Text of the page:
The emergence of link between periodontal disease and diabetes has created conditions for analyzing new interdisciplinary approach making toward tackling oral health and systemic issues. As periodontal disease is a readily modifiable risk factor this association has potential clinical implications. The aim of this paper was systematically review the extant literature related to analytics data in order to identify the association between type 1 diabetes (T1DM) in childhood and adolescence with periodontal inflammation. Following Preferred Reporting Items for Systematic Reviews and Meta-Analyses (PRISMA) guidelines, we conducted a database search between 2004 and 2019. A manual search of the literature was conducted as an additional phase of the search process, with the aim of identifying studies that were missed in the primary search. One hundred and thirty-nine records were screened and 10 fulfilled the inclusion criteria. Most studies were of moderate methodological quality. Outcomes included assessments of diabetes and periodontal status. In diabetic populations, compared to healthy subjects, interindividual differences in periodontal status are reflected in higher severity of periodontal inflammation. The most reported barriers to evidence uptake were the intrinsic limits of cross-sectional report data and relevant research, and lack of timely research output. Based on the evidence presented within the literature, the aforementioned biomarkers correlate with poor periodontal status in type 1 diabetic patients. Whilst the corpus of the evidence suggests that there may be an association between periodontal status and type 1 diabetes, study designs and methodological limitations hinder interpretation of the current research.

Does Periodontal Inflammation Affect Type 1 Diabetes in Childhood and Adolescence? A Meta-Analysis

Rapone, Biagio
;
Corsalini, Massimo;Gnoni, Antonio;Trerotoli, Paolo;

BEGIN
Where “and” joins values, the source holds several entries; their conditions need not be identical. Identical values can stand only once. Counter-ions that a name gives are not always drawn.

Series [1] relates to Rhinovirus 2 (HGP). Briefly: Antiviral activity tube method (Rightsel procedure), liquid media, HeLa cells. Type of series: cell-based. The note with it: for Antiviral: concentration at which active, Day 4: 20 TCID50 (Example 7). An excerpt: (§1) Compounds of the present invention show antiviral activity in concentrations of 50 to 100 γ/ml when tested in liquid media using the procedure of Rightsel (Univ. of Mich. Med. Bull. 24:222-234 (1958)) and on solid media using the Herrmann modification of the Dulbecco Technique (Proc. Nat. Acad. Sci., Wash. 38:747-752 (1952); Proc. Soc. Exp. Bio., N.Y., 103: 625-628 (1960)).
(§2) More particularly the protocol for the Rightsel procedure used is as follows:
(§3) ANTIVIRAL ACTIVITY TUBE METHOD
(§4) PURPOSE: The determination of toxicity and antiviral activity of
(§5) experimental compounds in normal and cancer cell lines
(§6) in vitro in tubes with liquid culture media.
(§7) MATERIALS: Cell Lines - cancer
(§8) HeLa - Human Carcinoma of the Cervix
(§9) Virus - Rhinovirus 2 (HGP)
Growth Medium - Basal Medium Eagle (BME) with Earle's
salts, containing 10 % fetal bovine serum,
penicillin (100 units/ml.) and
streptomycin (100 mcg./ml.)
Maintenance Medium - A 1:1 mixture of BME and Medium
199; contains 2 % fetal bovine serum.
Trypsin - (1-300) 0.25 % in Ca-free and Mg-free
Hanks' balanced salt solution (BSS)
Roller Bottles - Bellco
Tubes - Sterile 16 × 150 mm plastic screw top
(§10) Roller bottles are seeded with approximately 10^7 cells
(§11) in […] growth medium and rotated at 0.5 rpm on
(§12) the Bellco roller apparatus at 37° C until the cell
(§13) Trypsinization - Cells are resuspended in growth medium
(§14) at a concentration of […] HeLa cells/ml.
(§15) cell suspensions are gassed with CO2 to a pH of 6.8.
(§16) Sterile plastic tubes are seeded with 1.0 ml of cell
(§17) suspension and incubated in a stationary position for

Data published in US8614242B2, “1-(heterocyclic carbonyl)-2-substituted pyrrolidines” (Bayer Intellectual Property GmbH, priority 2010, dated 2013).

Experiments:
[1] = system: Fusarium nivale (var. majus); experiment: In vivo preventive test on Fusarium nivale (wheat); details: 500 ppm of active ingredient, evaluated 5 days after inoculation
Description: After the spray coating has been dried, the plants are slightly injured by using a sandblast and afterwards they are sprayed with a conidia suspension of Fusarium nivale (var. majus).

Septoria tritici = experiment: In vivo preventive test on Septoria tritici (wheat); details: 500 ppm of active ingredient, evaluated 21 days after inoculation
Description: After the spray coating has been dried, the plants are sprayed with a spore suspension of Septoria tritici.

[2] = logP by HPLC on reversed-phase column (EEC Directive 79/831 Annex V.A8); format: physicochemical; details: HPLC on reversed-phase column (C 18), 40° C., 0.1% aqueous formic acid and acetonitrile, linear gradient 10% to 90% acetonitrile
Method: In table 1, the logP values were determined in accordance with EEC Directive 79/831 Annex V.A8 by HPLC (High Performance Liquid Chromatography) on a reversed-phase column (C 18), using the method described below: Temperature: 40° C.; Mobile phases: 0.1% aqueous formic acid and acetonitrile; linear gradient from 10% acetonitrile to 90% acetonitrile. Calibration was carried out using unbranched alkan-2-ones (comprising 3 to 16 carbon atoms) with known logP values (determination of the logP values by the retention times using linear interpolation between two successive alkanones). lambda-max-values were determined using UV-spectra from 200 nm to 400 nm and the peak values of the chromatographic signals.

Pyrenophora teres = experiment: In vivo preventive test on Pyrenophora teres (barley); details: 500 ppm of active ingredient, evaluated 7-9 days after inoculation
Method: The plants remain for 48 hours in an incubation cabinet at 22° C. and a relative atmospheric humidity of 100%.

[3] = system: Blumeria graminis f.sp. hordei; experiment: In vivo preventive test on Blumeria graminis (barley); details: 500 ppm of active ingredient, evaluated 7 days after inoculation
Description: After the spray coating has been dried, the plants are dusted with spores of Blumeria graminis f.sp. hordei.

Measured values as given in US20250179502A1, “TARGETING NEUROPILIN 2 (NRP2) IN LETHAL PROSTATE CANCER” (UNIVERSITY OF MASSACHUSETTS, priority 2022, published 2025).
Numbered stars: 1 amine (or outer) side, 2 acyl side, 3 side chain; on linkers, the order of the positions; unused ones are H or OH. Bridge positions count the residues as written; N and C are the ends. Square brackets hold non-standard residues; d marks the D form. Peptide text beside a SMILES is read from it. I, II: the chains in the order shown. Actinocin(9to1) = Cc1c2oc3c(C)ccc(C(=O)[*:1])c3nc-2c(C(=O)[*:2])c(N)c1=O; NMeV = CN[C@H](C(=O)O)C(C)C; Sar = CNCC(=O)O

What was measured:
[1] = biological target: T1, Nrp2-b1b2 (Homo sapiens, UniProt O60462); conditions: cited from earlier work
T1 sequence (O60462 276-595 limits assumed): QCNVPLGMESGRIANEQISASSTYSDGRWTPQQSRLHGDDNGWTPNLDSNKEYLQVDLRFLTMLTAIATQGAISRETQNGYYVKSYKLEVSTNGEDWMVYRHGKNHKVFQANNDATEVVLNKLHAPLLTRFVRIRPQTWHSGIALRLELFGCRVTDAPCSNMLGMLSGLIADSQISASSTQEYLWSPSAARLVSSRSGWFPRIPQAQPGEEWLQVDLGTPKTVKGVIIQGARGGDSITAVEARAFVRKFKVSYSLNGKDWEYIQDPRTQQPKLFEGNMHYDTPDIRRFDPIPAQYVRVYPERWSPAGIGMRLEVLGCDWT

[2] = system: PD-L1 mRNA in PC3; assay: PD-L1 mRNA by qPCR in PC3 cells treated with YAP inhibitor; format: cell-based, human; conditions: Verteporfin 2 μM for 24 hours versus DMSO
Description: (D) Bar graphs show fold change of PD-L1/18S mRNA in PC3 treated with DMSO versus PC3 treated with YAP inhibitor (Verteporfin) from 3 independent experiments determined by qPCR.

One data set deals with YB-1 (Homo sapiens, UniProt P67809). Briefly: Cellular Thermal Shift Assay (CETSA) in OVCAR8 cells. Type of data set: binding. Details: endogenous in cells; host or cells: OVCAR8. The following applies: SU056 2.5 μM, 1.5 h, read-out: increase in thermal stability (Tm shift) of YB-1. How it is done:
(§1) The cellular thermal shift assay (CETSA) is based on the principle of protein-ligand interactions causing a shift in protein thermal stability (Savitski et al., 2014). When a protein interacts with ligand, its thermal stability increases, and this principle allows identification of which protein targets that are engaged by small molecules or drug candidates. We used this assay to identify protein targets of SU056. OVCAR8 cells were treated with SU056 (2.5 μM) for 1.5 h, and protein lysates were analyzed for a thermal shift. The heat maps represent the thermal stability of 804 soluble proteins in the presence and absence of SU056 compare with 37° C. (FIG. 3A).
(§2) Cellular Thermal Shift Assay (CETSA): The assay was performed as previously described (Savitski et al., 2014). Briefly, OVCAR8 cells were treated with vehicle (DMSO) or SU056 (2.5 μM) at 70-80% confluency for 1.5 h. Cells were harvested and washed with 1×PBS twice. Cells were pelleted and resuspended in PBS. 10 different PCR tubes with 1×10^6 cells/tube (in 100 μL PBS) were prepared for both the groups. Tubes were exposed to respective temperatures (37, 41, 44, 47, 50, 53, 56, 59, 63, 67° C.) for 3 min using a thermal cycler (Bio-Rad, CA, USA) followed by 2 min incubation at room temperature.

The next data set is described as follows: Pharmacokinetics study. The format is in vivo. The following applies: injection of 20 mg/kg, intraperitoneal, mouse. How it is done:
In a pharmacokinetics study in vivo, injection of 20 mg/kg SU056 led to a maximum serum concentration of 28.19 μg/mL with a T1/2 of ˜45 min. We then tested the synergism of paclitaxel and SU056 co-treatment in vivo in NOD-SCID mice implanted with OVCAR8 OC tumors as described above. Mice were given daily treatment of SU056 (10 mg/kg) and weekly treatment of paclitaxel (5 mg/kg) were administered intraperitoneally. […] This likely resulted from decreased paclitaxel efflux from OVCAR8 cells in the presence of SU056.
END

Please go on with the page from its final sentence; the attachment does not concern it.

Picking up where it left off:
2020

Abstract

The emergence of link between periodontal disease and diabetes has created conditions for analyzing new interdisciplinary approach making toward tackling oral health and systemic issues. As periodontal disease is a readily modifiable risk factor this association has potential clinical implications. The aim of this paper was systematically review the extant literature related to analytics data in order to identify the association between type 1 diabetes (T1DM) in childhood and adolescence with periodontal inflammation. Following Preferred Reporting Items for Systematic Reviews and Meta-Analyses (PRISMA) guidelines, we conducted a database search between 2004 and 2019. A manual search of the literature was conducted as an additional phase of the search process, with the aim of identifying studies that were missed in the primary search. One hundred and thirty-nine records were screened and 10 fulfilled the inclusion criteria. Most studies were of moderate methodological quality. Outcomes included assessments of diabetes and periodontal status. In diabetic populations, compared to healthy subjects, interindividual differences in periodontal status are reflected in higher severity of periodontal inflammation. The most reported barriers to evidence uptake were the intrinsic limits of cross-sectional report data and relevant research, and lack of timely research output. Based on the evidence presented within the literature, the aforementioned biomarkers correlate with poor periodontal status in type 1 diabetic patients. Whilst the corpus of the evidence suggests that there may be an association between periodontal status and type 1 diabetes, study designs and methodological limitations hinder interpretation of the current research.
File in questo prodotto:
Non ci sono file associati a questo prodotto.

I documenti in IRIS sono protetti da copyright e tutti i diritti sono riservati, salvo diversa indicazione.

Utilizza questo identificativo per citare o creare un link a questo documento: https://hdl.handle.net/11586/280512
 Attenzione

Attenzione! I dati visualizzati non sono stati sottoposti a validazione da parte dell'ateneo

Citazioni
  • ???jsp.display-item.citation.pmc??? ND
  • Scopus 49
  • ???jsp.display-item.citation.isi??? ND
social impact